Boomers Were Feeling Groovy

Slang words and phrases rise and fall in popularity during every generation. While some slang lingers on, rediscovered by following generations to breathe continuing life into the vocabulary, others disappear from use and are relegated to the dustbins of history. In this latter category is a slang word from the Boomer Years: groovy.

It is thought that the word had its origins from the phrase, “in the groove,” spoken by Jazz musicians up to three decades before the first boomers arrived on the scene. The phrase described the excellent playing and rhythmic flow of a musician who had tapped into his or her ultimate improvisation. In subsequent generations, athletes riffed on the phrase to describe their peak performance status as, “in the zone.”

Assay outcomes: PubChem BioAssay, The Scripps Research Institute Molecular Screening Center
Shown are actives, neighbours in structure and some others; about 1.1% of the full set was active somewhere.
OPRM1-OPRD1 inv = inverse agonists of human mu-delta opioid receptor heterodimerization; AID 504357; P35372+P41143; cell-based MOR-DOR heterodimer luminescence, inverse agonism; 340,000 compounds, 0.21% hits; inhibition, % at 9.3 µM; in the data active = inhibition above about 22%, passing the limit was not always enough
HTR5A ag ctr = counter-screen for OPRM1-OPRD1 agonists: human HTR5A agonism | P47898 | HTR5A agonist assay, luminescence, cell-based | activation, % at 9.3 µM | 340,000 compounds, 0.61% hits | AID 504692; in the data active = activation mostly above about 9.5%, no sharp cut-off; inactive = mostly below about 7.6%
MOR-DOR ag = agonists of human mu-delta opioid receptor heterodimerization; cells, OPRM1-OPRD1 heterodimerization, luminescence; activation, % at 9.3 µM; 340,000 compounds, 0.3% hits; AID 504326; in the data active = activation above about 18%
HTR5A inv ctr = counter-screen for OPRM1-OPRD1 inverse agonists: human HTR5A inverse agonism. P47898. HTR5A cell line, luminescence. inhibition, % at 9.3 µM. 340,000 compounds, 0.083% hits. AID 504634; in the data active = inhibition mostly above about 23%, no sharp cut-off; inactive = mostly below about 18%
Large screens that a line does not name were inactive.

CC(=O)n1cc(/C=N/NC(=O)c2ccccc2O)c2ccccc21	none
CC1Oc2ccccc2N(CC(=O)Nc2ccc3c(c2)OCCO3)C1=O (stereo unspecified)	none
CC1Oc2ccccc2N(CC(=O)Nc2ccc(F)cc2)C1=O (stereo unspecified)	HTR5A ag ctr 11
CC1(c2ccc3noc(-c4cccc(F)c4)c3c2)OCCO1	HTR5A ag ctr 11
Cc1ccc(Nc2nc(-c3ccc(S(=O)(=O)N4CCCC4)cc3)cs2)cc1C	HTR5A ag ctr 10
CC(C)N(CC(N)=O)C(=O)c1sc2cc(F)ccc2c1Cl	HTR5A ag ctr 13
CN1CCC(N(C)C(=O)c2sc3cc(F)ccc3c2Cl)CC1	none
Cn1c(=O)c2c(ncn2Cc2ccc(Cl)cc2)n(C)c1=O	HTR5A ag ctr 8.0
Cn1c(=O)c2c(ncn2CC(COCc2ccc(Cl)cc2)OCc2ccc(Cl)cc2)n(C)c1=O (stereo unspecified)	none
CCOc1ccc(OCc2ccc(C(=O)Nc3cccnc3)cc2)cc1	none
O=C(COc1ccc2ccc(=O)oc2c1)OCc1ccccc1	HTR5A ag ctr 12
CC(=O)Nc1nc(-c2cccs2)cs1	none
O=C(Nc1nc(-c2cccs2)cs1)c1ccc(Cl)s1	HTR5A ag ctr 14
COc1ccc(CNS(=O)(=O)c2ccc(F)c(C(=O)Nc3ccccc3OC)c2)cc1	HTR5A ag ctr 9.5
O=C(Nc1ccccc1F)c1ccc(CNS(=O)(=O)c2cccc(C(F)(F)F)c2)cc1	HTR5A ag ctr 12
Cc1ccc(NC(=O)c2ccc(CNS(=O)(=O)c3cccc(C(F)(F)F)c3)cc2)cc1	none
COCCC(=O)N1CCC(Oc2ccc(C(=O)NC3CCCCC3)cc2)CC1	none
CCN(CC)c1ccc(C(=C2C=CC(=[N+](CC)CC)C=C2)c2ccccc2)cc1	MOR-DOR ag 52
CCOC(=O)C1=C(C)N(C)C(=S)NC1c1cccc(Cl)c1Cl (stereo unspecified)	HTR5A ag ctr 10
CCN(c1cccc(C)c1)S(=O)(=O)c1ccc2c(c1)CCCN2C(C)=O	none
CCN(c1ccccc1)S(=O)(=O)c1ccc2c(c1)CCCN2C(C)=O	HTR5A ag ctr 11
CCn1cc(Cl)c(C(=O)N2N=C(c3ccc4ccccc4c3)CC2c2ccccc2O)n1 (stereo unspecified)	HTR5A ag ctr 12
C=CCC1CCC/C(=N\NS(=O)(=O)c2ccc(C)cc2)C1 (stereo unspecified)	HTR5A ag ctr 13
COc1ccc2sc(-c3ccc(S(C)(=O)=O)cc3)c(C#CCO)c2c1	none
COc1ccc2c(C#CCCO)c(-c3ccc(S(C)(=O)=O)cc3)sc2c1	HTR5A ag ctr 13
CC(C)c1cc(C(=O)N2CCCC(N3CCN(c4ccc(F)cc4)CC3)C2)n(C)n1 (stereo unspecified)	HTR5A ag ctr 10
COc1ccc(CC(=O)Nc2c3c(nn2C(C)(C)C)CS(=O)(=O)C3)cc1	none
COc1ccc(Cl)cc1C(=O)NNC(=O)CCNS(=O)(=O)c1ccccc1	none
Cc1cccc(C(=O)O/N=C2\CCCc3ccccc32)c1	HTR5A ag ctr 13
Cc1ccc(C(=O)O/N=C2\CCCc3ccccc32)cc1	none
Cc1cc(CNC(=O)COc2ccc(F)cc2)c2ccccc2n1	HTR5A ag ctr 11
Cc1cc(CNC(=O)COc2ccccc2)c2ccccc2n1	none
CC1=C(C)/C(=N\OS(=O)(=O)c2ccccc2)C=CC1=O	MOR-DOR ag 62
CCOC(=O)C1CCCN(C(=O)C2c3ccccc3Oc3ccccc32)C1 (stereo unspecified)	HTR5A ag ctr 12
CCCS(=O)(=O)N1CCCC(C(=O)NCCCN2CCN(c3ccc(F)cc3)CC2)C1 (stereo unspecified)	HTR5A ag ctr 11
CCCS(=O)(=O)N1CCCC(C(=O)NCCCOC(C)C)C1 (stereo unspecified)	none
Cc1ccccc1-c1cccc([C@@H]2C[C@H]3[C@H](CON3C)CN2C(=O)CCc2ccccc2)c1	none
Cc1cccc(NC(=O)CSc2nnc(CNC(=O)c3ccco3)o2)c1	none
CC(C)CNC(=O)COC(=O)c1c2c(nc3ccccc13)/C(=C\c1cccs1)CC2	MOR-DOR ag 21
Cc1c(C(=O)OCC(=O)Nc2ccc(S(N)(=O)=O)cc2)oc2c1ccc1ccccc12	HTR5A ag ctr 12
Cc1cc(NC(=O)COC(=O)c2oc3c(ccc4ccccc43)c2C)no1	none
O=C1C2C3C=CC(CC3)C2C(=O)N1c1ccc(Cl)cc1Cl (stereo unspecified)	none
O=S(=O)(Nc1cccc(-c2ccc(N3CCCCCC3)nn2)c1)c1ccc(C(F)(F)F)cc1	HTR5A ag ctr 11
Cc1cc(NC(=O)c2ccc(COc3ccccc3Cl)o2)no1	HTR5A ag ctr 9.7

For boomers, “groovy” appeared in the early-to-mid-sixties. It was used primarily as an adjective to express a happy, good feeling. Though often associated with Flower Power and the Flower Children of the Summer of Love, there is evidence of its use earlier than that in pop music. Pop music was and continues to be one way that slang words are perpetuated. Mister Boomer has four songs here as examples of the use of the word, groovy. So consider this your Jeopardy! category for the week: songs that have a use or variation of the word “groovy” in the lyrics.

A Groovy Kind of Love
The Mindbenders, 1965

Wouldn’t you agree
Baby you and me
Got a groovy kind of love